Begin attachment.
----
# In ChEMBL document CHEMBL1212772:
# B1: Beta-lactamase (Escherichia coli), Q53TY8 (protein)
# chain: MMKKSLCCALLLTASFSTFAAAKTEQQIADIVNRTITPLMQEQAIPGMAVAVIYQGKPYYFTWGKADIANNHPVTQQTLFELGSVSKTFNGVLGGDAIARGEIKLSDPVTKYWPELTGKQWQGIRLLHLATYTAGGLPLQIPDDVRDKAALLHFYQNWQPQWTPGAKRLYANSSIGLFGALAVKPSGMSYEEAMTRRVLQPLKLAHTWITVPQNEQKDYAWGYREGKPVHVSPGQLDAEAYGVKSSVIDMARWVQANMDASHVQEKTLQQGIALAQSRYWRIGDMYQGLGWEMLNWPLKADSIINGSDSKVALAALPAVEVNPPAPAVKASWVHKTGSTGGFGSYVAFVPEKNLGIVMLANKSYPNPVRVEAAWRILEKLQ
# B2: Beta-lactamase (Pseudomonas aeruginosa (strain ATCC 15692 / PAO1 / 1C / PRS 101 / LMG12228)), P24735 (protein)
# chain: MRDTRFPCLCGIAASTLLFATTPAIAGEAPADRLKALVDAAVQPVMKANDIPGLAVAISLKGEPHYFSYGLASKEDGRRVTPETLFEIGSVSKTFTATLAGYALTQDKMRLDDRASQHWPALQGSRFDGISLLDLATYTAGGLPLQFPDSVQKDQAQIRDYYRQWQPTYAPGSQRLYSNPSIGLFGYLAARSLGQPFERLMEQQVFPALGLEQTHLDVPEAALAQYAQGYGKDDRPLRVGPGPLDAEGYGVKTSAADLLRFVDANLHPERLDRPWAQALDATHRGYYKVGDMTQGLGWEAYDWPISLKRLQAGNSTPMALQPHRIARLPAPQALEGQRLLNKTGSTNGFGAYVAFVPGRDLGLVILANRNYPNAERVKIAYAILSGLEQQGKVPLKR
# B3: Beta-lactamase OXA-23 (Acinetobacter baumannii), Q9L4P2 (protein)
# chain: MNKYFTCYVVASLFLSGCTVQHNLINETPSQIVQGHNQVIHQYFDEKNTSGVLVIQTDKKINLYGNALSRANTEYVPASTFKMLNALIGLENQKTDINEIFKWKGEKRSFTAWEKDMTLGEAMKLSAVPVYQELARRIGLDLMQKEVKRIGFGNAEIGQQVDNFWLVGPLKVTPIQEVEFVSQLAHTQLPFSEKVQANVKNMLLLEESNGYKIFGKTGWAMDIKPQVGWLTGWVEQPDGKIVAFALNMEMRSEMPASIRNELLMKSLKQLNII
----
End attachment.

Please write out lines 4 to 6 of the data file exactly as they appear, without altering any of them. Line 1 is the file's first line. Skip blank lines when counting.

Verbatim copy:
# B2: Beta-lactamase (Pseudomonas aeruginosa (strain ATCC 15692 / PAO1 / 1C / PRS 101 / LMG12228)), P24735 (protein)
# chain: MRDTRFPCLCGIAASTLLFATTPAIAGEAPADRLKALVDAAVQPVMKANDIPGLAVAISLKGEPHYFSYGLASKEDGRRVTPETLFEIGSVSKTFTATLAGYALTQDKMRLDDRASQHWPALQGSRFDGISLLDLATYTAGGLPLQFPDSVQKDQAQIRDYYRQWQPTYAPGSQRLYSNPSIGLFGYLAARSLGQPFERLMEQQVFPALGLEQTHLDVPEAALAQYAQGYGKDDRPLRVGPGPLDAEGYGVKTSAADLLRFVDANLHPERLDRPWAQALDATHRGYYKVGDMTQGLGWEAYDWPISLKRLQAGNSTPMALQPHRIARLPAPQALEGQRLLNKTGSTNGFGAYVAFVPGRDLGLVILANRNYPNAERVKIAYAILSGLEQQGKVPLKR
# B3: Beta-lactamase OXA-23 (Acinetobacter baumannii), Q9L4P2 (protein)